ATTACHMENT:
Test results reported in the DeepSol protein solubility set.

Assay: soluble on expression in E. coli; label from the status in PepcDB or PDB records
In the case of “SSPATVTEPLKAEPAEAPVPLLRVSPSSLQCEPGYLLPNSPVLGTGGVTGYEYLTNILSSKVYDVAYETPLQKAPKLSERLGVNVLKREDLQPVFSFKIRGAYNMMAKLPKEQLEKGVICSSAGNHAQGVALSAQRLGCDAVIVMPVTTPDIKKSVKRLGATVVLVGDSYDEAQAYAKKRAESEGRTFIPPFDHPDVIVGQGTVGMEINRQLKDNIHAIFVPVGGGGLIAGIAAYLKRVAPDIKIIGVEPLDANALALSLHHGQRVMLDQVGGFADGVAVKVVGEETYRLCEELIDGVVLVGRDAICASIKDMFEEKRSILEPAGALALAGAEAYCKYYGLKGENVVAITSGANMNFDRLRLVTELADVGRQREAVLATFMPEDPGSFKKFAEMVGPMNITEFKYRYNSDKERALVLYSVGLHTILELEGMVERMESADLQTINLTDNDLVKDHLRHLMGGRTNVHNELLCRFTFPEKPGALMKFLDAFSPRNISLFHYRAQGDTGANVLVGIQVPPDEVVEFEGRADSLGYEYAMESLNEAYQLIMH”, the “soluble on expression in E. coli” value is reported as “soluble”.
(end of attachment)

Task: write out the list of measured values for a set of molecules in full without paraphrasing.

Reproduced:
Test results reported in the DeepSol protein solubility set.

Assay: soluble on expression in E. coli; label from the status in PepcDB or PDB records
In the case of “SSPATVTEPLKAEPAEAPVPLLRVSPSSLQCEPGYLLPNSPVLGTGGVTGYEYLTNILSSKVYDVAYETPLQKAPKLSERLGVNVLKREDLQPVFSFKIRGAYNMMAKLPKEQLEKGVICSSAGNHAQGVALSAQRLGCDAVIVMPVTTPDIKKSVKRLGATVVLVGDSYDEAQAYAKKRAESEGRTFIPPFDHPDVIVGQGTVGMEINRQLKDNIHAIFVPVGGGGLIAGIAAYLKRVAPDIKIIGVEPLDANALALSLHHGQRVMLDQVGGFADGVAVKVVGEETYRLCEELIDGVVLVGRDAICASIKDMFEEKRSILEPAGALALAGAEAYCKYYGLKGENVVAITSGANMNFDRLRLVTELADVGRQREAVLATFMPEDPGSFKKFAEMVGPMNITEFKYRYNSDKERALVLYSVGLHTILELEGMVERMESADLQTINLTDNDLVKDHLRHLMGGRTNVHNELLCRFTFPEKPGALMKFLDAFSPRNISLFHYRAQGDTGANVLVGIQVPPDEVVEFEGRADSLGYEYAMESLNEAYQLIMH”, the “soluble on expression in E. coli” value is reported as “soluble”.